Yes it is very theoretical. Yeah it has difficult context to elaborate on. Yes it does not have. All of this is impossible to follow with the worst narration I have ever heard! Placing periods every four words and throwing commas around, finishing the sentence in the middle, without any understanding of context, any feel for the story, and tonality that sounds like an awful commercial. I really think this book should be re-recorded because the audiobook is destroyed by the narration. It sounds like it is machine made. Dr Sbaitso, not an audiobook. I will finish it because I payed for it and because it is interesting. I will wrestle. 40% in and I suffer.

1 of 3 people found this review helpful

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  • Anonymous User
  • 23-01-2019

Some important and urgent insights

Clear minded consideration of the dynamics of identity vis a vis the liberal democratic state, posing some important questions and making some urgent and fair recommendations. Just annoyed that he grounds it in ancient Greek ideas about the mind rather than the modern science of psychology, which does not get mentioned once!

0 of 1 people found this review helpful

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  • P Howorth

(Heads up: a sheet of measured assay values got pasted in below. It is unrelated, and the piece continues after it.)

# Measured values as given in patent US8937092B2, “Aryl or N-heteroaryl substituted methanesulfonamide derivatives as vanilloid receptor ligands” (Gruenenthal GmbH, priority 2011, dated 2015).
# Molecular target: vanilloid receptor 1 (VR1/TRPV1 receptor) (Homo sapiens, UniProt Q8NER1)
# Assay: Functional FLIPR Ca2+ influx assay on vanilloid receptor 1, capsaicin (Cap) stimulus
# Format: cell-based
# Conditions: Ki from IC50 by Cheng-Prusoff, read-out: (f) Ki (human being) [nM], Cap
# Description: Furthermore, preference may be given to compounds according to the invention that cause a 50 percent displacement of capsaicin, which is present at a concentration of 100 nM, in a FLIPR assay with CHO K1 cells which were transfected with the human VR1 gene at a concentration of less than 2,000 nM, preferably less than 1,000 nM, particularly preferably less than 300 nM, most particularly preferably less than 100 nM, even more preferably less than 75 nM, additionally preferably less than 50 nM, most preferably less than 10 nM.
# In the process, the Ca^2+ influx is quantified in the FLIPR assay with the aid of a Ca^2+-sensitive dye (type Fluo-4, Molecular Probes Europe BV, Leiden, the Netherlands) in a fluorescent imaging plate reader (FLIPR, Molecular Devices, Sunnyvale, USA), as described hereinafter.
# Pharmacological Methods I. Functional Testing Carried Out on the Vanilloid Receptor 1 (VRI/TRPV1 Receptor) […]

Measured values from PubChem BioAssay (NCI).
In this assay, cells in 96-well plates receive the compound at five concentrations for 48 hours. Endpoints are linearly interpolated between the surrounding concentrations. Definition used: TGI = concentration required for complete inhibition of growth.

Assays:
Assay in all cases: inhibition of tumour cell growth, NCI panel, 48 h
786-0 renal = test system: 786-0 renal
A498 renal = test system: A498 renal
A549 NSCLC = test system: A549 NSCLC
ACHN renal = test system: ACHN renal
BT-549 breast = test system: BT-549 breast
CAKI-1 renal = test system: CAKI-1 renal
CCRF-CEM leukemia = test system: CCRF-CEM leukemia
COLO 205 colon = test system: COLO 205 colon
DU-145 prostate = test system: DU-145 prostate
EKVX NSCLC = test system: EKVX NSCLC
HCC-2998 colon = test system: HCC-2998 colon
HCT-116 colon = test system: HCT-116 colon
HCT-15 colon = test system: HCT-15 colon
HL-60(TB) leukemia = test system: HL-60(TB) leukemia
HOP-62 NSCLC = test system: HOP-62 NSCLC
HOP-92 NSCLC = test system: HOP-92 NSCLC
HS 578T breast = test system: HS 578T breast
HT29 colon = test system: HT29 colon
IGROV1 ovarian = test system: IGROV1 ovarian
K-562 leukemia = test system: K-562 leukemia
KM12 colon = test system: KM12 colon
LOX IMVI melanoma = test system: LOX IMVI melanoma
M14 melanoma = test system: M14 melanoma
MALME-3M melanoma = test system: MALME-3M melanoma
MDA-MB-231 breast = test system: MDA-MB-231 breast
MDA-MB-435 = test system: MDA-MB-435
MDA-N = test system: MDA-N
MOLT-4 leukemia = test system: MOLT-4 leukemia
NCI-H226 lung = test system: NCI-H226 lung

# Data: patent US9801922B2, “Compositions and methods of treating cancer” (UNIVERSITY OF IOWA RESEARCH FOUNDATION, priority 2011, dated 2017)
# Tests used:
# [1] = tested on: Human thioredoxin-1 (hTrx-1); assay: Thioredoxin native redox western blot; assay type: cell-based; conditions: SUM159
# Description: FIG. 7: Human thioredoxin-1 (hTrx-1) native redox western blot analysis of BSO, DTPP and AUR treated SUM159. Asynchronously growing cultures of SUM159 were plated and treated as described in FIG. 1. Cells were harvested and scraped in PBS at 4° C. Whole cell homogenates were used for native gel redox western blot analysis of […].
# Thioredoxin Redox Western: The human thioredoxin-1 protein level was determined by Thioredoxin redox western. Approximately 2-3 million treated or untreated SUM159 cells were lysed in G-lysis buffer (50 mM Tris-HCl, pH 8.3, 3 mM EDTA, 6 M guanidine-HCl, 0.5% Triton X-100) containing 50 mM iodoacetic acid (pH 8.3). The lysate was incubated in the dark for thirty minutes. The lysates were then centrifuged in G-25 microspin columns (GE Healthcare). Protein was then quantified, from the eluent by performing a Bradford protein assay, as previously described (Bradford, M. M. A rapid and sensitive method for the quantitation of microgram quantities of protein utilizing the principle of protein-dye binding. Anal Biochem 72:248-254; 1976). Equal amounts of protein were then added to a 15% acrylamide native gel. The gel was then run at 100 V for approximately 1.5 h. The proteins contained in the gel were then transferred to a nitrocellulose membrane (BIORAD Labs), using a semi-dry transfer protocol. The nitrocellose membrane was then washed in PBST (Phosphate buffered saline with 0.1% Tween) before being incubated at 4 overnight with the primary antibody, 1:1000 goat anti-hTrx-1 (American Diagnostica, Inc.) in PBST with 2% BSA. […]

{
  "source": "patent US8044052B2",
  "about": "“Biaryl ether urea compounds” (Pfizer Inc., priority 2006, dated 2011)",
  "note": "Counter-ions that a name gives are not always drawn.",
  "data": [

• 28-01-2019

Not so sure about this one.

I felt quite uneasy listening to this at times. I'm centre-right but I listen to and respect the opinions and work of an awful lot of liberals. But here there were quite a few occasions, increasingly towards the end, where I felt the author's bias coming through. Ordinarily I'd say a bias is to be expected, but it led to the author explaining certain elements of current affairs in a way that would lead someone less informed to confirm opinions they may hold about things the media are currently publishing, regarding trump and the right wing. He made several points that conflict with information I'm currently reading in Black Rednecks and White Liberals, as well as passing disingenuous comments about trump, all while defending and sympathising with the left. The biggest gripe for me being the incident at Charlottesville and trump's comments about "both sides" which he cleared up about 100 times since, and then the author makes vague statements about trump nodding to white supremacy. I don't even like trump and I have a clearer view of things than this book does.

0 of 2 people found this review helpful

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  • Good Grain
  • 12-11-2018

Blandly academic

It starts badly with a dull disposition on the misunderstandings around his once famous but now rather dated book "The End of History and the Last Man" which really should have been left out as irrelevant to the topic at hand. It picks up thereafter but it doesn't offer anything beyond an academic overview of some of the key writers about identity over the last few hundred years and in this regard it is unspectacular but passable. Alas once it hits more modern times it becomes ever closer to a bog standard soft left editorial devoid of anything fresh to say and hence bland.

0 of 3 people found this review helpful